ADMICRO

Read the following passage and mark the letter A, B, C, or D on your answer sheet to indicate the correct answer to each of the questions:
In the early 1800s, to reach the jump-off point for the West, a family from the East of the United States could either buy a steamboat passage to Missouri for themselves, their wagons and their livestock or, as happened more often, simply pile everything into a wagon, hitch up a team, and begin their overland trek right in their front yard.
Along the macadamized roads and turnpikes east of the Missouri River, travel was comparatively fast, camping easy, and supplies plentiful. Then, in one river town or another, the neophyte emigrants would pause to lay in provisions. For outfitting purposes, the town of Independence had been preeminent ever since 1827, but the rising momentum of pioneer emigration had produced some rival jump-off points. Westport and Fort Leavenworth flourished a few miles upriver. St. Joseph had sprung up 55 miles to the northwest; in fact, emigrants who went to Missouri by riverboat could save four days on the trail by staying on the paddle wheelers to St. Joe before striking overland.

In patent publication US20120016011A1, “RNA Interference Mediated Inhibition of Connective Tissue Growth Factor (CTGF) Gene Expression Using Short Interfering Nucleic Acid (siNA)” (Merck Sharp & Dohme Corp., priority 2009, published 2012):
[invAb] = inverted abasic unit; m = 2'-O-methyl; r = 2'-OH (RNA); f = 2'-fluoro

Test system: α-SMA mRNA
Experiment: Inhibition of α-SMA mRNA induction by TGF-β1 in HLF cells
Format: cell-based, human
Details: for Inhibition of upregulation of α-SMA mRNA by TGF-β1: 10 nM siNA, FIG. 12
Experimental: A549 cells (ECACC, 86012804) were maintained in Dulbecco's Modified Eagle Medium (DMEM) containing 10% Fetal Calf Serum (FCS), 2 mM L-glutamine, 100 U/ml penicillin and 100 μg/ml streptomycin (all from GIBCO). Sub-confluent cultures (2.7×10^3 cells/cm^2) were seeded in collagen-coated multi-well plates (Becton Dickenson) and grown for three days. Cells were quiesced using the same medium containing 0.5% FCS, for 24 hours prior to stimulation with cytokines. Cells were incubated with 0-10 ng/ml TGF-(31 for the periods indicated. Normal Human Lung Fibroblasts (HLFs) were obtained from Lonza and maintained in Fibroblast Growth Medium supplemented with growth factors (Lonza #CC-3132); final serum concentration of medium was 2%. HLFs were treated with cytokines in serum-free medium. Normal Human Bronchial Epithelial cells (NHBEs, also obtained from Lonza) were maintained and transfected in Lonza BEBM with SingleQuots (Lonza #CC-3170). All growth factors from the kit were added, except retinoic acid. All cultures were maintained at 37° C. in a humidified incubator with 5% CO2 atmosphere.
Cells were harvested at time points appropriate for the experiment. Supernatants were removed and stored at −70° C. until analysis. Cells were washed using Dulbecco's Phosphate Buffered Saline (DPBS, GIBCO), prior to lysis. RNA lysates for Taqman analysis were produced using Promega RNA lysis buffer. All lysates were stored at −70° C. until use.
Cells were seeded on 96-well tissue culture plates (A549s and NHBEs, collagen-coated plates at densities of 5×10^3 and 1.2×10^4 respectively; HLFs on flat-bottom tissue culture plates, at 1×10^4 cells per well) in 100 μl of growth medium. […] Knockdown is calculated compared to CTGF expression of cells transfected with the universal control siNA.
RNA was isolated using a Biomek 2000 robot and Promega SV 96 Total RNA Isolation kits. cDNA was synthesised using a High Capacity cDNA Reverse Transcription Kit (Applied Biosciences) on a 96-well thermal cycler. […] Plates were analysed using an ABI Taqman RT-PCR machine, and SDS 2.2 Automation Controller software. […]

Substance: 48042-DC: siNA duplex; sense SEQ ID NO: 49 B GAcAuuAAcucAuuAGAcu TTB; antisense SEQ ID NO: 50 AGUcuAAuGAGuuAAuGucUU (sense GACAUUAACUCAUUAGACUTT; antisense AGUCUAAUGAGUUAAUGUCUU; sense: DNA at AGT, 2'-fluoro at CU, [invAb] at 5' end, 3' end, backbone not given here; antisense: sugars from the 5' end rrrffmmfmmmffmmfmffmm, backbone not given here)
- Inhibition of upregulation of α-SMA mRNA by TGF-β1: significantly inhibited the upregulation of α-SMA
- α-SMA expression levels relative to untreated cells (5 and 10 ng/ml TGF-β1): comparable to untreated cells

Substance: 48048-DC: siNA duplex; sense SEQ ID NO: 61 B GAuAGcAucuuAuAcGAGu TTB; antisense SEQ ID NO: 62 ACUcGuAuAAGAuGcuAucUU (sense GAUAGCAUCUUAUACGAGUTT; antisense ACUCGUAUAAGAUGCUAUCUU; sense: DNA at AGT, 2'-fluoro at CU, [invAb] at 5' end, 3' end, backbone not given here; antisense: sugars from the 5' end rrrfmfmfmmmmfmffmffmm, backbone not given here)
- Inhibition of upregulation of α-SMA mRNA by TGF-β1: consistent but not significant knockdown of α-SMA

At whatever jump-off point they chose, the emigrants studied guide books and directions, asked questions of others as green as themselves, and made their final decision about outfitting. They had various, sometimes conflicting, options. For example, either pack animals or two -wheel carts or wagons could be used for the overland crossing. A family man usually chose the wagon. It was the costliest and slowest of the three, but it provided space and shelter for children and for a wife who likely as not was pregnant. Everybody knew that a top-heavy covered wagon might blow over in a prairie wind or be overturned by mountain rocks, that it might mire in river mud or sink to its hubs in desert sand, but maybe if those things happened on this trip, they would happen to someone else. Anyway, most pioneers, with their farm background, were used to wagons.

In paragraph 3, the phrase “those things” refers to...

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